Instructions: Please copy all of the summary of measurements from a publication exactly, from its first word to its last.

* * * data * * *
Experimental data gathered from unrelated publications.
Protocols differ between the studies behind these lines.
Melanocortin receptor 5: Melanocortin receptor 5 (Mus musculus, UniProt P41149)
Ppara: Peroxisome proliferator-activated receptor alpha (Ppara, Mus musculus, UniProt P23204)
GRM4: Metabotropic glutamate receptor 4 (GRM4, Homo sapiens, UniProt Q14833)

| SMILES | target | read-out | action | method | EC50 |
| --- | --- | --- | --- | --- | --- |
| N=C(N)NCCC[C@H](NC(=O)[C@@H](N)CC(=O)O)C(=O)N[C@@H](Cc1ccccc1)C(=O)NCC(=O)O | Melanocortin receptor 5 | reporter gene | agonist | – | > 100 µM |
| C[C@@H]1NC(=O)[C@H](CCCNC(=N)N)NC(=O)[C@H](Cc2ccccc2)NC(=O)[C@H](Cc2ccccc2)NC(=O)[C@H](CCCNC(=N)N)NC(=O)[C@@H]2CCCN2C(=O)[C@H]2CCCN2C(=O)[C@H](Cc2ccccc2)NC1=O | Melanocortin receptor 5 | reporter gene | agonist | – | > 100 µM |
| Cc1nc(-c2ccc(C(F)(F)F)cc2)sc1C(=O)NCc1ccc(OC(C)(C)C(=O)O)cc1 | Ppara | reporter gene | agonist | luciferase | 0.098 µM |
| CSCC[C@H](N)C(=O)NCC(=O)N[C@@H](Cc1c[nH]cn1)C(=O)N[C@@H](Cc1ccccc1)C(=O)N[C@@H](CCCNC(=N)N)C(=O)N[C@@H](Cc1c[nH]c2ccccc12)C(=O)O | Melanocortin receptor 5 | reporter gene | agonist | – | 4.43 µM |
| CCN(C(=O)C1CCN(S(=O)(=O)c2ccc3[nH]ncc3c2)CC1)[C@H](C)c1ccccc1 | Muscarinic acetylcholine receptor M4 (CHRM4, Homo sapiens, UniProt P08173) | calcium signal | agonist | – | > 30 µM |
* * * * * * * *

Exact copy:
Experimental data gathered from unrelated publications.
Protocols differ between the studies behind these lines.
Melanocortin receptor 5: Melanocortin receptor 5 (Mus musculus, UniProt P41149)
Ppara: Peroxisome proliferator-activated receptor alpha (Ppara, Mus musculus, UniProt P23204)
GRM4: Metabotropic glutamate receptor 4 (GRM4, Homo sapiens, UniProt Q14833)

| SMILES | target | read-out | action | method | EC50 |
| --- | --- | --- | --- | --- | --- |
| N=C(N)NCCC[C@H](NC(=O)[C@@H](N)CC(=O)O)C(=O)N[C@@H](Cc1ccccc1)C(=O)NCC(=O)O | Melanocortin receptor 5 | reporter gene | agonist | – | > 100 µM |
| C[C@@H]1NC(=O)[C@H](CCCNC(=N)N)NC(=O)[C@H](Cc2ccccc2)NC(=O)[C@H](Cc2ccccc2)NC(=O)[C@H](CCCNC(=N)N)NC(=O)[C@@H]2CCCN2C(=O)[C@H]2CCCN2C(=O)[C@H](Cc2ccccc2)NC1=O | Melanocortin receptor 5 | reporter gene | agonist | – | > 100 µM |
| Cc1nc(-c2ccc(C(F)(F)F)cc2)sc1C(=O)NCc1ccc(OC(C)(C)C(=O)O)cc1 | Ppara | reporter gene | agonist | luciferase | 0.098 µM |
| CSCC[C@H](N)C(=O)NCC(=O)N[C@@H](Cc1c[nH]cn1)C(=O)N[C@@H](Cc1ccccc1)C(=O)N[C@@H](CCCNC(=N)N)C(=O)N[C@@H](Cc1c[nH]c2ccccc12)C(=O)O | Melanocortin receptor 5 | reporter gene | agonist | – | 4.43 µM |
| CCN(C(=O)C1CCN(S(=O)(=O)c2ccc3[nH]ncc3c2)CC1)[C@H](C)c1ccccc1 | Muscarinic acetylcholine receptor M4 (CHRM4, Homo sapiens, UniProt P08173) | calcium signal | agonist | – | > 30 µM |